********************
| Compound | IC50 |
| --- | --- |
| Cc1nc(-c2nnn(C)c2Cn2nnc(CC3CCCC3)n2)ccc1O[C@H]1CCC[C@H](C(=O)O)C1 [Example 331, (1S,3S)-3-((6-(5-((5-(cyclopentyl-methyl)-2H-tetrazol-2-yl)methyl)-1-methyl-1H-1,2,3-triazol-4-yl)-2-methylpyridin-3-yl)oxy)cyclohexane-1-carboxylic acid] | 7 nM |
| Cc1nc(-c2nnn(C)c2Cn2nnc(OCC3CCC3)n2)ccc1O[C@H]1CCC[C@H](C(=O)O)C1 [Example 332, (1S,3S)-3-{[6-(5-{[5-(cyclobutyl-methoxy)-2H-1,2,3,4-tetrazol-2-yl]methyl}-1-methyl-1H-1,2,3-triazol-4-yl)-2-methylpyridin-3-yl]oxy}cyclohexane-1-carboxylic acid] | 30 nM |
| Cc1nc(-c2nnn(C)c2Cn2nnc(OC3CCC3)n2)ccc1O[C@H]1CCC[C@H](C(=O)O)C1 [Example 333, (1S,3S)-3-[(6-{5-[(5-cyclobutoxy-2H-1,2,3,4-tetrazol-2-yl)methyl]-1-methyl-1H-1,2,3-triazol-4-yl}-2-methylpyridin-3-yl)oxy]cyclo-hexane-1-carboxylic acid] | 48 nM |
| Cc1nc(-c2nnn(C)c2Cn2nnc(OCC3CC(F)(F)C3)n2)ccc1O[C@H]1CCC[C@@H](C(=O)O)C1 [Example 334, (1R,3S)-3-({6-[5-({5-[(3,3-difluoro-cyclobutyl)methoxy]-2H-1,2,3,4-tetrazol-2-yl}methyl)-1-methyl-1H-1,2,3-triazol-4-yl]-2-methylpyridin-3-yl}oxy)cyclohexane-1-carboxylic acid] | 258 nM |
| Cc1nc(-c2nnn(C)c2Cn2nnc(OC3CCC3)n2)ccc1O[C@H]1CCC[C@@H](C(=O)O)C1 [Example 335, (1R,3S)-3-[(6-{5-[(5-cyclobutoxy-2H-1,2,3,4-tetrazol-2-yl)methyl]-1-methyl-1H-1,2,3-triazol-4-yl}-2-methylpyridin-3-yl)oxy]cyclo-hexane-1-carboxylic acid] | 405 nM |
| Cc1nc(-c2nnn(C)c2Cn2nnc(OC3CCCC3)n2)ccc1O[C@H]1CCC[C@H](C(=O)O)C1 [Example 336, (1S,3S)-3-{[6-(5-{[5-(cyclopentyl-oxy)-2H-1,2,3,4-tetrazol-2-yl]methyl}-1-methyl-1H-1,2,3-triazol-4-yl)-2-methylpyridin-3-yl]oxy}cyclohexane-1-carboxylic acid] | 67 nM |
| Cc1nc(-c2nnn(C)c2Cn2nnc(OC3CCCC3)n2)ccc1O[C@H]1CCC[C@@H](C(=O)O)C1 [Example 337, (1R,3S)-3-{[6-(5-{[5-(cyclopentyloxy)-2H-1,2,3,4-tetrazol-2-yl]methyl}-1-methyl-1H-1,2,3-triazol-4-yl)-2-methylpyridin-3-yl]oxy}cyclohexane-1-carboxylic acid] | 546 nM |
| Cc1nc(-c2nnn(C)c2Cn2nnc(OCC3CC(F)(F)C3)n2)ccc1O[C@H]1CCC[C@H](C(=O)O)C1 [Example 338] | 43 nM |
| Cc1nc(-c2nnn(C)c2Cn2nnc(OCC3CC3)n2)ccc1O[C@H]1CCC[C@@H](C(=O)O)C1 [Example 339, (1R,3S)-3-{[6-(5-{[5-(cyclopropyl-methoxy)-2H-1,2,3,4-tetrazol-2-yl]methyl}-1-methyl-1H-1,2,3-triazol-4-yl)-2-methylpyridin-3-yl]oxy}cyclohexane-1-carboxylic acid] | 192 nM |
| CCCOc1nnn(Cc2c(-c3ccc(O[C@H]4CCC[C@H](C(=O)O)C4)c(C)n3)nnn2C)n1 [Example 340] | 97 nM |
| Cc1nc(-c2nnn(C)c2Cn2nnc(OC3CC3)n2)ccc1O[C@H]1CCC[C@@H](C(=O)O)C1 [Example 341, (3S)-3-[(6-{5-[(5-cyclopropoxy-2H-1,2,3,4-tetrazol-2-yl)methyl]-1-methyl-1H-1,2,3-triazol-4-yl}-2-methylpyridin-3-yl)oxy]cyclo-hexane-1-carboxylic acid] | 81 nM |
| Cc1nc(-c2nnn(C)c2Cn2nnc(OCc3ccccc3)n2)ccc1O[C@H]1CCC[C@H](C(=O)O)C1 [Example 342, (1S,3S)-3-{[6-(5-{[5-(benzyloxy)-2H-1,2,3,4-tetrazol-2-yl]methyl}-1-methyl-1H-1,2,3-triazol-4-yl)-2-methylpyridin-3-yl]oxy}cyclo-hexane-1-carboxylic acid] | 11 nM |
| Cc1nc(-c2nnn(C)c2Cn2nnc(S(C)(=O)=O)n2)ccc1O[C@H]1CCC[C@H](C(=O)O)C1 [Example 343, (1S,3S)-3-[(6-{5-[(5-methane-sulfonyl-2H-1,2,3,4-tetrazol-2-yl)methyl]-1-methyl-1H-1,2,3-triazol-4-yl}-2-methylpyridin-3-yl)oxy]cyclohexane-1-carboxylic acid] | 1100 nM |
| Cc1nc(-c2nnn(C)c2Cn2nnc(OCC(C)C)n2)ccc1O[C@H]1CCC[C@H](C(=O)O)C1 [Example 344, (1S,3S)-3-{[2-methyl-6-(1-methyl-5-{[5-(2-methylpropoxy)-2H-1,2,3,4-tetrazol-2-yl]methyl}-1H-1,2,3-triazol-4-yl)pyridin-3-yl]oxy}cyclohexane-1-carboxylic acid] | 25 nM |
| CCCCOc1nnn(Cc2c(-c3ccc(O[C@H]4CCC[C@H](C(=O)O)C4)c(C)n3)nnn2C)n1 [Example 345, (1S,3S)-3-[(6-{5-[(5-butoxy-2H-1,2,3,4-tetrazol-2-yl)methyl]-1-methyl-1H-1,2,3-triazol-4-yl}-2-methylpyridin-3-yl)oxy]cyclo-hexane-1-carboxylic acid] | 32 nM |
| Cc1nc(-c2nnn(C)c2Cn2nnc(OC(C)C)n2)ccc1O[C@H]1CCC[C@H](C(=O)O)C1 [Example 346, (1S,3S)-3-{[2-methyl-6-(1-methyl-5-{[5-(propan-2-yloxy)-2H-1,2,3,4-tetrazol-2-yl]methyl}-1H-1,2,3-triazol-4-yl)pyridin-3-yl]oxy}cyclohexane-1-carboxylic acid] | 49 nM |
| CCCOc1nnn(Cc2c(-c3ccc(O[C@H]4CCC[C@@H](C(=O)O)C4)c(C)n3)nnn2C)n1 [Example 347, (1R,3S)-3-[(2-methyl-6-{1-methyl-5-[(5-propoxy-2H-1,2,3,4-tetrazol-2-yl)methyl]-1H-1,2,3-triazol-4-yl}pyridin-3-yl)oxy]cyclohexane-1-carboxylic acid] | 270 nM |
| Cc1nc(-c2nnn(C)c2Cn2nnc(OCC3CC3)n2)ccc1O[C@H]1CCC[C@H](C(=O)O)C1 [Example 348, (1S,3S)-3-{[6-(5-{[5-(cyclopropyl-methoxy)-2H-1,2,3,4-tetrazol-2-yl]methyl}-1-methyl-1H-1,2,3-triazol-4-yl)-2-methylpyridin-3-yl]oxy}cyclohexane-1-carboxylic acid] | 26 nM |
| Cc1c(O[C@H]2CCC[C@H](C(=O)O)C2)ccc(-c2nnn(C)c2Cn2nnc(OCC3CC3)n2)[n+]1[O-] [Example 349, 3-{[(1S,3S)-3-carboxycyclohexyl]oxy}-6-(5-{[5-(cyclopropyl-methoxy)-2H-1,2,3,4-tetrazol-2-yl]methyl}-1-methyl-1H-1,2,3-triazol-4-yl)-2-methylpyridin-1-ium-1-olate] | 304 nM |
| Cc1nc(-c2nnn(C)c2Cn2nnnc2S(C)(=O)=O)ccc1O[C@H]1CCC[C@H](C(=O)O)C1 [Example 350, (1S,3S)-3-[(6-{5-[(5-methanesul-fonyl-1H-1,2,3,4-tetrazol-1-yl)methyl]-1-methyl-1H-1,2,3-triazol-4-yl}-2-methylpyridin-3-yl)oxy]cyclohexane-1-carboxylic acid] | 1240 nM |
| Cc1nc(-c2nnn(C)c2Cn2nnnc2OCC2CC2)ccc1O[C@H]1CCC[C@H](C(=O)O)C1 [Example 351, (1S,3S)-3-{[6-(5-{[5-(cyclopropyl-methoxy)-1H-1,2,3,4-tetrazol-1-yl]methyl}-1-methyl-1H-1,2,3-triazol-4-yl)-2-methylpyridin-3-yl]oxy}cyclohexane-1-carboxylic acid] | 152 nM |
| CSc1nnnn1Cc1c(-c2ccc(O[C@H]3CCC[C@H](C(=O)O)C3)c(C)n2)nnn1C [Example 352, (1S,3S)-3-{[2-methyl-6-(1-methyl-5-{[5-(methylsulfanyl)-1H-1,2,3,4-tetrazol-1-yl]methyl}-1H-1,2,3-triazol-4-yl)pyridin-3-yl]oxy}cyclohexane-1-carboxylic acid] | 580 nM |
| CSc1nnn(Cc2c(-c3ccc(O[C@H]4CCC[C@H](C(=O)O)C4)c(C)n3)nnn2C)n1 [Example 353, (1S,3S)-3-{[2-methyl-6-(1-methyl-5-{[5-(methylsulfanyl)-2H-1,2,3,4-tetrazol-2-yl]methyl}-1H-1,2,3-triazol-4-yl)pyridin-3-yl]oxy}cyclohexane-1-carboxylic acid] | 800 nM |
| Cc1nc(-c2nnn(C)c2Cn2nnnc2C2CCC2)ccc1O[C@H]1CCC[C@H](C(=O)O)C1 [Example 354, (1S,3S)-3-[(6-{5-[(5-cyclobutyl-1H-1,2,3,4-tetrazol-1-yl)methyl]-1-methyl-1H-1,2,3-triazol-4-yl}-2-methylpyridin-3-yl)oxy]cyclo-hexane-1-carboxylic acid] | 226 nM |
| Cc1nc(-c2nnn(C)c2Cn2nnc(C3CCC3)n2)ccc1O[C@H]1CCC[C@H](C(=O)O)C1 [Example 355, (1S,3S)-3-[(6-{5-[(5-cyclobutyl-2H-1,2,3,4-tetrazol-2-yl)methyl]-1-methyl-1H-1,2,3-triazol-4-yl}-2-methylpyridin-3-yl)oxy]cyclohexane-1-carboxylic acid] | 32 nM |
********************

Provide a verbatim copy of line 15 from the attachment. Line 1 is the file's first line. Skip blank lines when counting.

| Cc1nc(-c2nnn(C)c2Cn2nnc(S(C)(=O)=O)n2)ccc1O[C@H]1CCC[C@H](C(=O)O)C1 [Example 343, (1S,3S)-3-[(6-{5-[(5-methane-sulfonyl-2H-1,2,3,4-tetrazol-2-yl)methyl]-1-methyl-1H-1,2,3-triazol-4-yl}-2-methylpyridin-3-yl)oxy]cyclohexane-1-carboxylic acid] | 1100 nM |